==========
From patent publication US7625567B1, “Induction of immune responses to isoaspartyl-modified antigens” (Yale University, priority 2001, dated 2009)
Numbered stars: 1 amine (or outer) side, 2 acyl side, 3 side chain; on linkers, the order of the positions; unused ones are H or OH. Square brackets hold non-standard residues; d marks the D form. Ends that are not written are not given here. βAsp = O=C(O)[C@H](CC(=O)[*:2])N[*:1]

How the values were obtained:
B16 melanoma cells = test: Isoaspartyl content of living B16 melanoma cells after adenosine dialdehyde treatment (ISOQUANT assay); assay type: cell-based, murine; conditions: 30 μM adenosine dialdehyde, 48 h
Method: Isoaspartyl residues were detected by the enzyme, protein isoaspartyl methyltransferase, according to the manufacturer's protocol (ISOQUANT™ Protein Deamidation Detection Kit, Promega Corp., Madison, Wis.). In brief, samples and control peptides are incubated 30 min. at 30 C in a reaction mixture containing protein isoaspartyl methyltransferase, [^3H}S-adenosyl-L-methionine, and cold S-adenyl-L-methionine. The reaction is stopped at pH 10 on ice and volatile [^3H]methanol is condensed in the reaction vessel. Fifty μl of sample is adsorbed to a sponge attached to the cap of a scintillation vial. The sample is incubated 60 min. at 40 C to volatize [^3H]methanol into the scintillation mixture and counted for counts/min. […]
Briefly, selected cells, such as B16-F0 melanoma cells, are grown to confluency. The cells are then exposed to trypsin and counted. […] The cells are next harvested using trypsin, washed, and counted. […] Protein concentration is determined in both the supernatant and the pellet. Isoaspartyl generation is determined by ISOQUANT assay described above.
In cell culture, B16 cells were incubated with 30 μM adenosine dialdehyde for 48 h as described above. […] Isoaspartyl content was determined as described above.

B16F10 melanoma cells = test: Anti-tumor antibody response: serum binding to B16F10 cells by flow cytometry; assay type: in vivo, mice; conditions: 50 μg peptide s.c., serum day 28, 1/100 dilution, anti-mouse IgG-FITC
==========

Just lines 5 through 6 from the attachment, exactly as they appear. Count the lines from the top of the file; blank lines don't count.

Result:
Method: Isoaspartyl residues were detected by the enzyme, protein isoaspartyl methyltransferase, according to the manufacturer's protocol (ISOQUANT™ Protein Deamidation Detection Kit, Promega Corp., Madison, Wis.). In brief, samples and control peptides are incubated 30 min. at 30 C in a reaction mixture containing protein isoaspartyl methyltransferase, [^3H}S-adenosyl-L-methionine, and cold S-adenyl-L-methionine. The reaction is stopped at pH 10 on ice and volatile [^3H]methanol is condensed in the reaction vessel. Fifty μl of sample is adsorbed to a sponge attached to the cap of a scintillation vial. The sample is incubated 60 min. at 40 C to volatize [^3H]methanol into the scintillation mixture and counted for counts/min. […]
Briefly, selected cells, such as B16-F0 melanoma cells, are grown to confluency. The cells are then exposed to trypsin and counted. […] The cells are next harvested using trypsin, washed, and counted. […] Protein concentration is determined in both the supernatant and the pellet. Isoaspartyl generation is determined by ISOQUANT assay described above.